Several employees also talked about the reasons why they do not choose to leave Rockstar amid such working conditions. One reason is that Rockstar only mentions its employees in its games’ end credits if they were with Rockstar at the time the game’s development was completed. Which means that even if someone worked with Rockstar on a game for years but left shortly before development was finished, their names wouldn’t be in the credits.
“That has been a consistent policy because we have always felt that we want the team to get to the finish line,” Jennifer Kolbe, head of publishing at Rockstar, says about this. “And so a very long time ago, we decided that if you didn’t actually finish the game, then you wouldn’t be in the credits.” Rockstar have recognized all those who made a contribution during the development of Red Dead Redemption 2, but the names in the game’s end credits will only reflect the people who cross the finish line.
“You are hearing individual anecdotes which are usually self-selecting both for the most extreme ends of the scale as well as for people who clearly have issues with our process,” Kolbe says about the reports at large. “There are absolutely people who, at various times, worked really long hours. There are also individuals who are exaggerating what their actual hours were, as we have confirmed their self-reported numbers at the time as substantially lower from what they recall having done in their online postings.”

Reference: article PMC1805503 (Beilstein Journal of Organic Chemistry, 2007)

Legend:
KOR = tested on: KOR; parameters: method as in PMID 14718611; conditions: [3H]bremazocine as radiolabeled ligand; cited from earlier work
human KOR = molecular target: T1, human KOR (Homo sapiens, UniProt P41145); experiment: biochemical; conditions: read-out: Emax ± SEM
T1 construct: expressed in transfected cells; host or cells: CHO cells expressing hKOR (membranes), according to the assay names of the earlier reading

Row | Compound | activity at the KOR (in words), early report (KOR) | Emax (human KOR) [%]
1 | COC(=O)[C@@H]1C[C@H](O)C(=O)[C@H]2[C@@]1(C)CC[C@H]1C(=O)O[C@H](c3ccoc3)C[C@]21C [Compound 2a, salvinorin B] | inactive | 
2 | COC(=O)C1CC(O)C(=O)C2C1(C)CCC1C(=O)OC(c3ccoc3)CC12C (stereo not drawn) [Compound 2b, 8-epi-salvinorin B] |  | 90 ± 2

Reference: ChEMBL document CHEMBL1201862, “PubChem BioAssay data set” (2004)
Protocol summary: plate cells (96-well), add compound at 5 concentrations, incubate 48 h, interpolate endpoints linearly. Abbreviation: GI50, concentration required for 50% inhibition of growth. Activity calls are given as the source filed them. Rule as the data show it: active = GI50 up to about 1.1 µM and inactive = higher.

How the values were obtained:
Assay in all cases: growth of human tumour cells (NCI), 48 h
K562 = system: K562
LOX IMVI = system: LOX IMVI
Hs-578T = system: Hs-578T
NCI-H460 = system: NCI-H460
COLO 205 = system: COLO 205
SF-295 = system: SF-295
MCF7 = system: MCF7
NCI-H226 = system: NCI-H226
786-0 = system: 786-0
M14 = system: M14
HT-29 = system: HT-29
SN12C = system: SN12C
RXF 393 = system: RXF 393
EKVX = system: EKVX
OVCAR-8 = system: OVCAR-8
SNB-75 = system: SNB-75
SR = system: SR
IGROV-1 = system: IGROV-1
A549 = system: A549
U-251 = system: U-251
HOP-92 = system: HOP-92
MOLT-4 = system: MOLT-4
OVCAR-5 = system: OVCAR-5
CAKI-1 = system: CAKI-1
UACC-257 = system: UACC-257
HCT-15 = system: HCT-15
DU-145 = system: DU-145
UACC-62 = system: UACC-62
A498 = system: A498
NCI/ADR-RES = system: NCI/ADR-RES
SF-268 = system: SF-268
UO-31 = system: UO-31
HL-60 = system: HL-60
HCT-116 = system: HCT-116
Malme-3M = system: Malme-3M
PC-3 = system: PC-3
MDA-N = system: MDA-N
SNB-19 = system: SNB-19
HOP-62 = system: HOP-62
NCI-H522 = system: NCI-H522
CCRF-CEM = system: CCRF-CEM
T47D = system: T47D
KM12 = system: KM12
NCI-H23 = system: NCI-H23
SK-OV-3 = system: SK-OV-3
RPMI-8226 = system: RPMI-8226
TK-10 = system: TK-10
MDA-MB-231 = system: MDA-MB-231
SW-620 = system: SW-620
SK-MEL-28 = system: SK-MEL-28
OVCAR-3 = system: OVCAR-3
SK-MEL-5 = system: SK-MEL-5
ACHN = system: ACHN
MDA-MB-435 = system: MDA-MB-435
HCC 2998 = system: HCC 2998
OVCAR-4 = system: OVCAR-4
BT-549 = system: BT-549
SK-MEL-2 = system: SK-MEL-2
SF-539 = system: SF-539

To me, that seems a bit dismissive- but Rockstar employees have mentioned that even though things at the studios are not exactly acceptable right now, they’re much better than they have been in the past. Several employees have told Schreier in his report that Red Dead Redemption 2 has had the smoothest development of any game made by Rockstar, and that things have improved in recent years.
In the wake of all the reports surrounding the poor culture and working conditions at Rockstar, several prospective purchasers have been considering boycotting Red Dead Redemption 2, due to not wanting to support such practices, and in hopes that reduced sales force Rockstar to change their policies. However, Rockstar employees, even those whose accounts don’t paint a very pretty picture of the culture at the developer, don’t recommend that.
They want their work to pay off and be recognized, which makes sense considering how much they’ve invested, while bonuses are also a factor- Rockstar employees get year end bonuses every year, and how much they receive depends on (other than their performances) how many copies Rockstar sells in that year. Reduced sales, as such, means reduced bonuses for the people who’ve worked on the game.
I heavily recommend reading the entire report on Kotaku. You can find it through the link near the top of this page. Red Dead Redemption 2 launches on PS4 and Xbox One on October 26.